Vice President Kamala Harris used the white ring around Lake Mead as a visual for her claim that the federal government must spend trillions of dollars to combat climate change.
In reporting on the Monday event, the morning newspaper flatly stated, “Over the past 20 years, Lake Mead’s water level has declined by about 150 feet amid climate change-fueled drought conditions.”
Or might the current conditions be a return to normal after about of century of wetter than normal?
According to a 2006 University of Arizona study of 508 years of tree ring data, the past 100-year period was wetter than the average for the past five centuries.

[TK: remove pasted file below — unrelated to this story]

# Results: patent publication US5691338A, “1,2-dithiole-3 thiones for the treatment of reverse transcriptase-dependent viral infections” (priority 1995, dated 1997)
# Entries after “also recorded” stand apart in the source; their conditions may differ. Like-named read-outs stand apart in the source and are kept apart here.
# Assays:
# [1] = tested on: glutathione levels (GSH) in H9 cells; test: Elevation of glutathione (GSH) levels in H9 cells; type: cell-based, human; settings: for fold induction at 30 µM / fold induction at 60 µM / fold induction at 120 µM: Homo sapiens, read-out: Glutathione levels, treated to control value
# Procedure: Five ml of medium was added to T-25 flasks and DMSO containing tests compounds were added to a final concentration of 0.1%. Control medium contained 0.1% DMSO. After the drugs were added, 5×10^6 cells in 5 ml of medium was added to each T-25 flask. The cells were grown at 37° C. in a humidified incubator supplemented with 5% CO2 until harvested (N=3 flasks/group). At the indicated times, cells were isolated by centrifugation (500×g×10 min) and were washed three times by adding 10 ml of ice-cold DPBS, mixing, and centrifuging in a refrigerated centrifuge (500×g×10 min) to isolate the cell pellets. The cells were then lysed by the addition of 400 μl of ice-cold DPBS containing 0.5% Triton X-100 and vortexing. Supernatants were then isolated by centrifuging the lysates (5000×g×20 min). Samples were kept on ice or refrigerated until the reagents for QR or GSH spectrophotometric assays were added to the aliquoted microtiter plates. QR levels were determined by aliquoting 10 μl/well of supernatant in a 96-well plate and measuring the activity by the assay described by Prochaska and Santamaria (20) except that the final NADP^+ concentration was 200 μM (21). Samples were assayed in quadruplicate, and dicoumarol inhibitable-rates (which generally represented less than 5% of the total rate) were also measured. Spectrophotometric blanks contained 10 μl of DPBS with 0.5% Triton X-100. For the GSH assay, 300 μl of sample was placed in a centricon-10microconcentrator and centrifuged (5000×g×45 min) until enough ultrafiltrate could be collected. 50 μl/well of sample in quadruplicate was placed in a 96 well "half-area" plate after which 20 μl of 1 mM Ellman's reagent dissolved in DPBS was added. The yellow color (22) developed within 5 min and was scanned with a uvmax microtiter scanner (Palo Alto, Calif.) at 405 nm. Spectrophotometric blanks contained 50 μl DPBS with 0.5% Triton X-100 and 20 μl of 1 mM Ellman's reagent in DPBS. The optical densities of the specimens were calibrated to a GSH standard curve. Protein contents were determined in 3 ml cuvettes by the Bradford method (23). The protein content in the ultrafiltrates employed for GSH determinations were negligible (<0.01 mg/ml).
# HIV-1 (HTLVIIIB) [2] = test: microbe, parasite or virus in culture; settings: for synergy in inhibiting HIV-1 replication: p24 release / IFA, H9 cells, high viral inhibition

Connie A. Woodhouse, who led the research team, said, “The updated reconstruction for Lee’s Ferry (on the Colorado River) indicates that as many as eight droughts similar in severity, in terms of average flow, to the 5-year 2000-2004 drought have occurred since 1500.” Woodhouse was at the time a scientist at the National Oceanic and Atmospheric Administration (NOAA) National Climatic Data Center Paleoclimatogy Branch in Boulder, Colo.
The newspaper quoted the vice president as saying, “And it is critical that we as a nation understand that we have within our hands, within our possession, the ability to actually change the course of where we’re headed. … Just look out at this lake. … This is where we’re headed.”
Or is it where we’ve been as well?